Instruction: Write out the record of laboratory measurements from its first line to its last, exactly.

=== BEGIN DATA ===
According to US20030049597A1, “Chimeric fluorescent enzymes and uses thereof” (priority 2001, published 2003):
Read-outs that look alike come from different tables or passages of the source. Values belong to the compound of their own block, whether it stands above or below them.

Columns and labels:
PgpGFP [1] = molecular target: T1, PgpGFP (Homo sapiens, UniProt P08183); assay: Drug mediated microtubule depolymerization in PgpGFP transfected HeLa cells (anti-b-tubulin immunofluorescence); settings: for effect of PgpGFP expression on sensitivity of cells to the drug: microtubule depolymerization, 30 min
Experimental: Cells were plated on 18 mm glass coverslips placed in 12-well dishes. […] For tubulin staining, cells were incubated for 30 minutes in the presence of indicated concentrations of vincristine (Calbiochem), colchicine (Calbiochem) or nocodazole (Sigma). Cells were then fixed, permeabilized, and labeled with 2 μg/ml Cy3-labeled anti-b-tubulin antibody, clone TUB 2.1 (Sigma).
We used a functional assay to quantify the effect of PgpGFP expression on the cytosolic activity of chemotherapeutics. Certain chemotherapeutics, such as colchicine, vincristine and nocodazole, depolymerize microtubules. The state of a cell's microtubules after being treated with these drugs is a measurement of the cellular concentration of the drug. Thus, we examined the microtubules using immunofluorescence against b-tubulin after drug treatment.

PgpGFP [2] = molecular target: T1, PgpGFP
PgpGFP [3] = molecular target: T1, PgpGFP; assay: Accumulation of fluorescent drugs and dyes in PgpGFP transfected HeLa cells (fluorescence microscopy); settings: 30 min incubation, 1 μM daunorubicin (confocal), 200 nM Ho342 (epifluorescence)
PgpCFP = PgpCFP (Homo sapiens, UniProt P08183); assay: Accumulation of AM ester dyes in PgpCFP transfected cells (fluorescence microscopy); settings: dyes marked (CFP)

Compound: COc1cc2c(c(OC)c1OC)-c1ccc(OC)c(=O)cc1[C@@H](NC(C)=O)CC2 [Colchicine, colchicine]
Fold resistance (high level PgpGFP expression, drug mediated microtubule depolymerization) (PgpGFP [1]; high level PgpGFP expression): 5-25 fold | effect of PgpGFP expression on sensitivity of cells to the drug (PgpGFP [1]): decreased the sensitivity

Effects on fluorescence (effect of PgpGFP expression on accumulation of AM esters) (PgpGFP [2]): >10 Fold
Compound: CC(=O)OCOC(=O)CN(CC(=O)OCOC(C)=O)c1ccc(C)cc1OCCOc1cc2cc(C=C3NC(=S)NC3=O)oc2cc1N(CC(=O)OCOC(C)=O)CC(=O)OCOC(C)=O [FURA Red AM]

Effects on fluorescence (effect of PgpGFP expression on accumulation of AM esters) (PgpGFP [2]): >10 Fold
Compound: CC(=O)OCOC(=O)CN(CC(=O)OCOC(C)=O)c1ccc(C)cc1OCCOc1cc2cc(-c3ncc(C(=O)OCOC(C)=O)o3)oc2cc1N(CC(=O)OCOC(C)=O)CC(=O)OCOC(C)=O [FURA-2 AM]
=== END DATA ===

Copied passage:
According to US20030049597A1, “Chimeric fluorescent enzymes and uses thereof” (priority 2001, published 2003):
Read-outs that look alike come from different tables or passages of the source. Values belong to the compound of their own block, whether it stands above or below them.

Columns and labels:
PgpGFP [1] = molecular target: T1, PgpGFP (Homo sapiens, UniProt P08183); assay: Drug mediated microtubule depolymerization in PgpGFP transfected HeLa cells (anti-b-tubulin immunofluorescence); settings: for effect of PgpGFP expression on sensitivity of cells to the drug: microtubule depolymerization, 30 min
Experimental: Cells were plated on 18 mm glass coverslips placed in 12-well dishes. […] For tubulin staining, cells were incubated for 30 minutes in the presence of indicated concentrations of vincristine (Calbiochem), colchicine (Calbiochem) or nocodazole (Sigma). Cells were then fixed, permeabilized, and labeled with 2 μg/ml Cy3-labeled anti-b-tubulin antibody, clone TUB 2.1 (Sigma).
We used a functional assay to quantify the effect of PgpGFP expression on the cytosolic activity of chemotherapeutics. Certain chemotherapeutics, such as colchicine, vincristine and nocodazole, depolymerize microtubules. The state of a cell's microtubules after being treated with these drugs is a measurement of the cellular concentration of the drug. Thus, we examined the microtubules using immunofluorescence against b-tubulin after drug treatment.

PgpGFP [2] = molecular target: T1, PgpGFP
PgpGFP [3] = molecular target: T1, PgpGFP; assay: Accumulation of fluorescent drugs and dyes in PgpGFP transfected HeLa cells (fluorescence microscopy); settings: 30 min incubation, 1 μM daunorubicin (confocal), 200 nM Ho342 (epifluorescence)
PgpCFP = PgpCFP (Homo sapiens, UniProt P08183); assay: Accumulation of AM ester dyes in PgpCFP transfected cells (fluorescence microscopy); settings: dyes marked (CFP)

Compound: COc1cc2c(c(OC)c1OC)-c1ccc(OC)c(=O)cc1[C@@H](NC(C)=O)CC2 [Colchicine, colchicine]
Fold resistance (high level PgpGFP expression, drug mediated microtubule depolymerization) (PgpGFP [1]; high level PgpGFP expression): 5-25 fold | effect of PgpGFP expression on sensitivity of cells to the drug (PgpGFP [1]): decreased the sensitivity

Effects on fluorescence (effect of PgpGFP expression on accumulation of AM esters) (PgpGFP [2]): >10 Fold
Compound: CC(=O)OCOC(=O)CN(CC(=O)OCOC(C)=O)c1ccc(C)cc1OCCOc1cc2cc(C=C3NC(=S)NC3=O)oc2cc1N(CC(=O)OCOC(C)=O)CC(=O)OCOC(C)=O [FURA Red AM]

Effects on fluorescence (effect of PgpGFP expression on accumulation of AM esters) (PgpGFP [2]): >10 Fold
Compound: CC(=O)OCOC(=O)CN(CC(=O)OCOC(C)=O)c1ccc(C)cc1OCCOc1cc2cc(-c3ncc(C(=O)OCOC(C)=O)o3)oc2cc1N(CC(=O)OCOC(C)=O)CC(=O)OCOC(C)=O [FURA-2 AM]